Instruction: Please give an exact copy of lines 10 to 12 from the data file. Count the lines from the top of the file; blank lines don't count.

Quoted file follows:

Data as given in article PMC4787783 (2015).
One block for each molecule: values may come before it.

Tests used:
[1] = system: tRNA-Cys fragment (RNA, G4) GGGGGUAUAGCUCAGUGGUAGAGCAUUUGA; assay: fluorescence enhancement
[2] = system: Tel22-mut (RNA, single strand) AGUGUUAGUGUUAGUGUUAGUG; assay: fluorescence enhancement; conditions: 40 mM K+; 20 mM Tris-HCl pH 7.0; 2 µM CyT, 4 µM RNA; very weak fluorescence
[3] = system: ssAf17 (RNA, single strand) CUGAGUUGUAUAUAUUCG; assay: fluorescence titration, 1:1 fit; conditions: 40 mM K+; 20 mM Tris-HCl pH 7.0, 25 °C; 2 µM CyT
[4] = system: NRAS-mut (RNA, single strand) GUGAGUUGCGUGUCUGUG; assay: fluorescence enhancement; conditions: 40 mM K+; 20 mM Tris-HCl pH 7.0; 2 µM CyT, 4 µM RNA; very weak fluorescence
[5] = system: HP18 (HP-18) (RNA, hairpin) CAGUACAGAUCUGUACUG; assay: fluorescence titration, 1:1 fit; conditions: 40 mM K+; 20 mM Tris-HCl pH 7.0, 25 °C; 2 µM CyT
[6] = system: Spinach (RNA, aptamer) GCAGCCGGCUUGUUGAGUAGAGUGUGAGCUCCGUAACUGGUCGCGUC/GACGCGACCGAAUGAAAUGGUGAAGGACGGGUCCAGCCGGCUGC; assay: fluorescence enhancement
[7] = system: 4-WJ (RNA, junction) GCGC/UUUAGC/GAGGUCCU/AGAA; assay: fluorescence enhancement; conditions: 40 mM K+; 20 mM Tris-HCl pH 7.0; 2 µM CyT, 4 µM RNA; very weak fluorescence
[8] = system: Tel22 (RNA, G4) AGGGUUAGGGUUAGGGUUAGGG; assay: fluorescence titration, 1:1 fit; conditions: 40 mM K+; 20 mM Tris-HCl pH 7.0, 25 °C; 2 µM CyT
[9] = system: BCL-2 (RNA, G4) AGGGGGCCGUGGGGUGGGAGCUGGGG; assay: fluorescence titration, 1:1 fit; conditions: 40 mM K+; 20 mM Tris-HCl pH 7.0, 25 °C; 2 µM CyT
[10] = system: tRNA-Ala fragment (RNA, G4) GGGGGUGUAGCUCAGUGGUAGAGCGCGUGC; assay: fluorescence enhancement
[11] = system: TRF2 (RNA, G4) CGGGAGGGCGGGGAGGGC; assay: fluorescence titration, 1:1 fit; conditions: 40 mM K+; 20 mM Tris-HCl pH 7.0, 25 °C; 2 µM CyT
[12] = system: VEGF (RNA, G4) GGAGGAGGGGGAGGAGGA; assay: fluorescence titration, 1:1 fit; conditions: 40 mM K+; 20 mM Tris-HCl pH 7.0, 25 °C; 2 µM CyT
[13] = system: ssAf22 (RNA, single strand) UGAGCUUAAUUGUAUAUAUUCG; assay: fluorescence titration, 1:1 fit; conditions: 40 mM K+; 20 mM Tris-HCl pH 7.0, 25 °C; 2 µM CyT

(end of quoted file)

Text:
[7] = system: 4-WJ (RNA, junction) GCGC/UUUAGC/GAGGUCCU/AGAA; assay: fluorescence enhancement; conditions: 40 mM K+; 20 mM Tris-HCl pH 7.0; 2 µM CyT, 4 µM RNA; very weak fluorescence
[8] = system: Tel22 (RNA, G4) AGGGUUAGGGUUAGGGUUAGGG; assay: fluorescence titration, 1:1 fit; conditions: 40 mM K+; 20 mM Tris-HCl pH 7.0, 25 °C; 2 µM CyT
[9] = system: BCL-2 (RNA, G4) AGGGGGCCGUGGGGUGGGAGCUGGGG; assay: fluorescence titration, 1:1 fit; conditions: 40 mM K+; 20 mM Tris-HCl pH 7.0, 25 °C; 2 µM CyT